Date of Award


Level of Access

Open-Access Thesis

Degree Name

Doctor of Philosophy (PhD)


Chemical Engineering


William J. DeSisto

Second Committee Member

Adriaan R.P. van Heiningen

Third Committee Member

Brian G. Frederick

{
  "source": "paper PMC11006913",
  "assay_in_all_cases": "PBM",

The experimental work in this thesis focuses on generating catalysts for two intermediate processes related to the thermal conversion of lignocellulosic biomass: the synthesis and characterization of mesoporous silica supported cobalt catalysts for the Fischer-Tropsch reaction, and an exploration of the reactivity of bulk and supported molybdenum-based nitride catalysts for the hydrodeoxygenation (HDO) of guaiacol, a lignin model compound. The first section of the work details the synthesis of a series of silicasupported cobalt Fischer-Tropsch catalysts with pore diameters ranging from 2-23 nm. Detailed X-ray diffraction measurements were used to determine the composition and particle diameters of the metal fraction, analyzed as a three-phase system containing Cofcc, Cohcp and CoO particles. Catalyst properties were determined at three stages in catalyst history: (1) after the initial calcination step to thermally decompose the catalyst precursor into Co3O4, (2) after the hydrogen reduction step to activate the catalyst to Co and (3) after the FT reaction. From the study, it was observed that larger pore diameters supported higher turnover frequency; smaller pore diameters yielded larger mole fraction of CoO; XRD on postreduction and post-FTS catalyst samples indicated significant changes in dispersivity after reduction. In the next section, the catalytic behaviors of unsupported, activated carbon-, alumina-, and SBA-15 mesoporous silica-supported molybdenum nitride catalysts were evaluated for the hydrodeoxygenation of guaiacol (2-methoxy phenol) at 300 oC and 5 MPa. The nitride catalysts were prepared by thermal decomposition of bulk and supported ammonium heptamolybdate to form MoO3 followed by nitridation in either flowing ammonia or a nitrogen/hydrogen mixture. The catalytic properties were strongly affected by the nitriding and purging treatment as well as the physical and chemical properties of support. The overall reaction was influenced by the crystalline phase present in the catalyst, dispersion of molybdenum nitride/oxynitride, and the porosity of the support. The hydrodeoxygenation of guaiacol followed two proposed reaction pathways: demethylation (DME) of guaiacol to form catechol, followed by dehydroxylation to form phenol; or a direct demethoxylation (DMO) to form phenol. The selectivity of the reaction was expressed in terms of the phenol/catechol ratio. Phenol was the predominant product for all the catalysts studied, except for the alumina-supported catalysts (an effect of the alumina support). The results from this thesis are encouraging for the application of Mo nitride based catalysts for hydrodeoxygenation of whole pyrolysis oil.